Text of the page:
The Sound of Music, Cineplex Dartmouth Crossing, 7pm, $6. Robert Wise, USA, 174 minutes.
  • Thursday (Apr 2) — ’71, Cineplex Park Lane, 4:10pm,‎ ‎6:50pm, &‎ ‎9:45‎‎pm, regular pricing, final day. Yann Demange, UK, 2014, 99 minutes.
  • Friday (Apr 3) — Leviathan, 7pm, Carbon Arc Cinema @ the Museum of Natural History, $7. Andrey Zvyagintsev, Russia, 2014, 142 minutes.

Holy Motors (Netflix Canada picks)

27 Mar
March 27, 2015

Leos Carax, France, 2012, 116 minutes

Starting another new blog feature this week—Netflix Canada picks. It’s my intention each weekend to pick a film that I consider a hidden Netflix gem, and give a quick recommendation. I’ve heard from a number of friends that they find it frustrating to “find something good” on Netflix, especially in Canada—but my own watch list is a rather backed-up queue of about 100 films, so I intend to share some of those picks here.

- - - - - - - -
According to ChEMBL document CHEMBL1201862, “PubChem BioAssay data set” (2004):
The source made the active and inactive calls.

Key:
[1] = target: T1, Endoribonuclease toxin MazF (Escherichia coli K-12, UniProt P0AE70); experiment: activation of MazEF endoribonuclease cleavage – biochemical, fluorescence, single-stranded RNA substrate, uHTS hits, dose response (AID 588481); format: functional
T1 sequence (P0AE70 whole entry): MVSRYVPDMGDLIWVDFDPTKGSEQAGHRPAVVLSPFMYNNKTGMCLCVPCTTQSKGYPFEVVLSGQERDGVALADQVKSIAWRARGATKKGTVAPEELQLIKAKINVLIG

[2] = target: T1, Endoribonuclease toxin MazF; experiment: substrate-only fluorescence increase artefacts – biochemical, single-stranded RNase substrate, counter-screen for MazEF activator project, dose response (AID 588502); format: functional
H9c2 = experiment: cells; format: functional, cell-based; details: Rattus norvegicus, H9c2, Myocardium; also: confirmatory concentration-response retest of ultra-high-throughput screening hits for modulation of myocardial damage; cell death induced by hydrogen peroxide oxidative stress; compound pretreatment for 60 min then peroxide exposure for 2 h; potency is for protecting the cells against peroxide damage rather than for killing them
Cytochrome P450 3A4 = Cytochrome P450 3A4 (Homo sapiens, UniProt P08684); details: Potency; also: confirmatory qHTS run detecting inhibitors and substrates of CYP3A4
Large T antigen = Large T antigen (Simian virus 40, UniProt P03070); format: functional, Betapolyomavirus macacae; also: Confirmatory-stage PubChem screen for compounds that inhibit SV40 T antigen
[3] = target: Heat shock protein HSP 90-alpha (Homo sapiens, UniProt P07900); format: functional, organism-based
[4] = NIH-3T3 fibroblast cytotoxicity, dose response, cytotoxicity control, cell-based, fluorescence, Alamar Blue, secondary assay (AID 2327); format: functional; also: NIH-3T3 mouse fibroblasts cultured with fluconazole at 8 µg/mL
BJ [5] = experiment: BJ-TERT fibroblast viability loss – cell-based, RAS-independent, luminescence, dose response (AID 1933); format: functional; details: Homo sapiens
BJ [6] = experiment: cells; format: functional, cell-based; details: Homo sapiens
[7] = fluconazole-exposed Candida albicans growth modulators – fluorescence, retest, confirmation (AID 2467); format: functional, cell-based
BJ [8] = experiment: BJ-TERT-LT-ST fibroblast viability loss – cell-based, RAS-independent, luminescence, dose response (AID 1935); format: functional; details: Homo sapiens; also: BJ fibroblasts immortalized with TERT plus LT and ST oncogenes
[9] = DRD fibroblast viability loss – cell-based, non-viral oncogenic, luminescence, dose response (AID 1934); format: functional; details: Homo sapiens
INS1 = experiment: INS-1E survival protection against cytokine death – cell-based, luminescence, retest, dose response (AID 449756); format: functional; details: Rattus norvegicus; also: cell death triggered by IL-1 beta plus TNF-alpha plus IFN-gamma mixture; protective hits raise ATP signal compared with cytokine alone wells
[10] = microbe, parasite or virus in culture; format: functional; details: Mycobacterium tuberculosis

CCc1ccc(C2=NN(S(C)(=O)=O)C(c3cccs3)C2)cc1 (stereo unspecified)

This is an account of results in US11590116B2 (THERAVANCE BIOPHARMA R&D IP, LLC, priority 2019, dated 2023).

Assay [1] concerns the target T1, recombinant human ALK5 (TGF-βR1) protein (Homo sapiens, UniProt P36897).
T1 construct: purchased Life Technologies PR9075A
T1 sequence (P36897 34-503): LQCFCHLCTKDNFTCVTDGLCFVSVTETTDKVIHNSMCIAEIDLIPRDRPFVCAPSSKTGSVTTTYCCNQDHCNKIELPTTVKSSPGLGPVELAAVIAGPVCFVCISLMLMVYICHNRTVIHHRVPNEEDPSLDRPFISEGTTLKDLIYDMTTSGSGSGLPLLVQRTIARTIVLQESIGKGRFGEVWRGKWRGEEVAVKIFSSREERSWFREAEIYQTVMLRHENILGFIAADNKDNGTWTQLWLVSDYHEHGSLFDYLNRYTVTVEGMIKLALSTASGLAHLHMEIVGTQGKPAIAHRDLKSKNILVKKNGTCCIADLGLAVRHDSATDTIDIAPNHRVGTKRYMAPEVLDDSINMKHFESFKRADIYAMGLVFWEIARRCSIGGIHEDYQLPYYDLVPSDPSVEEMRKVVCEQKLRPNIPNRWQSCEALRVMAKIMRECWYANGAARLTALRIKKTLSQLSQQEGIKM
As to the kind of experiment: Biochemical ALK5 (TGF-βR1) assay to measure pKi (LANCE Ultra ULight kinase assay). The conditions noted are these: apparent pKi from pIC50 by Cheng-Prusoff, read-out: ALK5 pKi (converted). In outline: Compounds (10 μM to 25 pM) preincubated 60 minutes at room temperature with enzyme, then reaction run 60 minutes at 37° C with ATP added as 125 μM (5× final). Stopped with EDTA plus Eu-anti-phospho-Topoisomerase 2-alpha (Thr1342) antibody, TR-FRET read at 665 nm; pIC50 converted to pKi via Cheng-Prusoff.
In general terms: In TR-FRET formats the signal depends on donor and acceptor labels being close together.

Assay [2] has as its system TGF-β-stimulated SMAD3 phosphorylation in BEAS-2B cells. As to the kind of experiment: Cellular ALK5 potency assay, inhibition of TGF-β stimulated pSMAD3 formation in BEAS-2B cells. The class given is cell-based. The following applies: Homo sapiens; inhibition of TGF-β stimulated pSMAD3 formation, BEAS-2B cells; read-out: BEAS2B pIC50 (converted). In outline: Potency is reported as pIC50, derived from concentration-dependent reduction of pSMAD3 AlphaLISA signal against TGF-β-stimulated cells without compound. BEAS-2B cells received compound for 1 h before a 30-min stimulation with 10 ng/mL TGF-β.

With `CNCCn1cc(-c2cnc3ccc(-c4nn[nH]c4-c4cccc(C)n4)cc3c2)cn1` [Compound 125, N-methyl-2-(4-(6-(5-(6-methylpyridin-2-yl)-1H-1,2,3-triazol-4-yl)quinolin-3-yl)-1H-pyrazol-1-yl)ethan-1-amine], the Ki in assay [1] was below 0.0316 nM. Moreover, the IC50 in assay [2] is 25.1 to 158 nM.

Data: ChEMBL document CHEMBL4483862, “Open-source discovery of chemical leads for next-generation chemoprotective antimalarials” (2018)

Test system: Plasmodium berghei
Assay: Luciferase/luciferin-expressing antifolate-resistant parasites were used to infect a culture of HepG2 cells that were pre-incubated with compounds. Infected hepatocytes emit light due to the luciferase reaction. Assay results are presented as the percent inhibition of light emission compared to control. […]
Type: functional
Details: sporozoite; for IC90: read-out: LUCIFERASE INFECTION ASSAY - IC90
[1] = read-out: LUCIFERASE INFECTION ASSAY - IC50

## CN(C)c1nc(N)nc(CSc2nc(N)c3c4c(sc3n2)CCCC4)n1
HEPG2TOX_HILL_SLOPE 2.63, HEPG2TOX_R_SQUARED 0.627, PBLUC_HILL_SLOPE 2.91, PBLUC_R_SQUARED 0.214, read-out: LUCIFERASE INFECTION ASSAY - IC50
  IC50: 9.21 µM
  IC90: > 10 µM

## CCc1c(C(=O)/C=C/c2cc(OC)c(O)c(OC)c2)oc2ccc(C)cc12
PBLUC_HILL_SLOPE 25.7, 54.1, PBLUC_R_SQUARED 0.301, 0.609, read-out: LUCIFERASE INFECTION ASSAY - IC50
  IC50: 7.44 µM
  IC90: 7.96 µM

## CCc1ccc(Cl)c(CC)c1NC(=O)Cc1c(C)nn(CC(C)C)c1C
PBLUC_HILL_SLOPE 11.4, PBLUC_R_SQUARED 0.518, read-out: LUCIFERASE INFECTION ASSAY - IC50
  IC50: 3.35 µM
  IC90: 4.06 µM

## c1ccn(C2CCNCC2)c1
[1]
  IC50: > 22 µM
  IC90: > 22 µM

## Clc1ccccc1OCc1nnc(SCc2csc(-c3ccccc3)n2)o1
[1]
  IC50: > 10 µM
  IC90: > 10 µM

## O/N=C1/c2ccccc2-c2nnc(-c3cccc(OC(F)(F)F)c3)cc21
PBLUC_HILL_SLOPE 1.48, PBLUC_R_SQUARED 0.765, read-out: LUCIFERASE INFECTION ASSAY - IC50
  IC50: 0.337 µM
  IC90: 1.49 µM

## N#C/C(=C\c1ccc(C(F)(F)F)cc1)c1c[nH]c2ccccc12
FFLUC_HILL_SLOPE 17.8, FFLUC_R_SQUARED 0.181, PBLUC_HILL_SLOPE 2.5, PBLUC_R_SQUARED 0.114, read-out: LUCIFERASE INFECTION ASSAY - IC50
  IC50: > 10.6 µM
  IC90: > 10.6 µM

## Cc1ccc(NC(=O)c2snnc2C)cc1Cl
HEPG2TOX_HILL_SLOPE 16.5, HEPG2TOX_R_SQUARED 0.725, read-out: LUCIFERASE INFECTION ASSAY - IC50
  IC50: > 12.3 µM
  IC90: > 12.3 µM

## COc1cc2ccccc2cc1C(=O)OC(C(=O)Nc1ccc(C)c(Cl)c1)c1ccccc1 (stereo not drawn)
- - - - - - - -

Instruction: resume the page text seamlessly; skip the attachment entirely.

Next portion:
Most reviews of Holy Motors make it sound very complex, and it is certainly layered and unpredictable—and all the more easily enjoyed for it. Part sci fi, part anthology film, part road movie, and a fantastic instance of the “lots of crazy stuff happens in one magic night” type, it is a clever a genre mashup as you could want. Its Decameron-esque structure runs from sexually weird and ribald episodes to sentimental and tragic romance—the latter thanks to a brilliant cameo performance, complete with show-stopping musical number, by Kylie Minogue channeling Catherine Deneuve circa Umbrellas of Cherbourg. There are also very specific references to Henry James’ The Portrait of a Lady and Georges Franju’s Eyes Without a Face, but you need not be familiar with any of these sources to experience all of what this film has to offer. Highly recommended.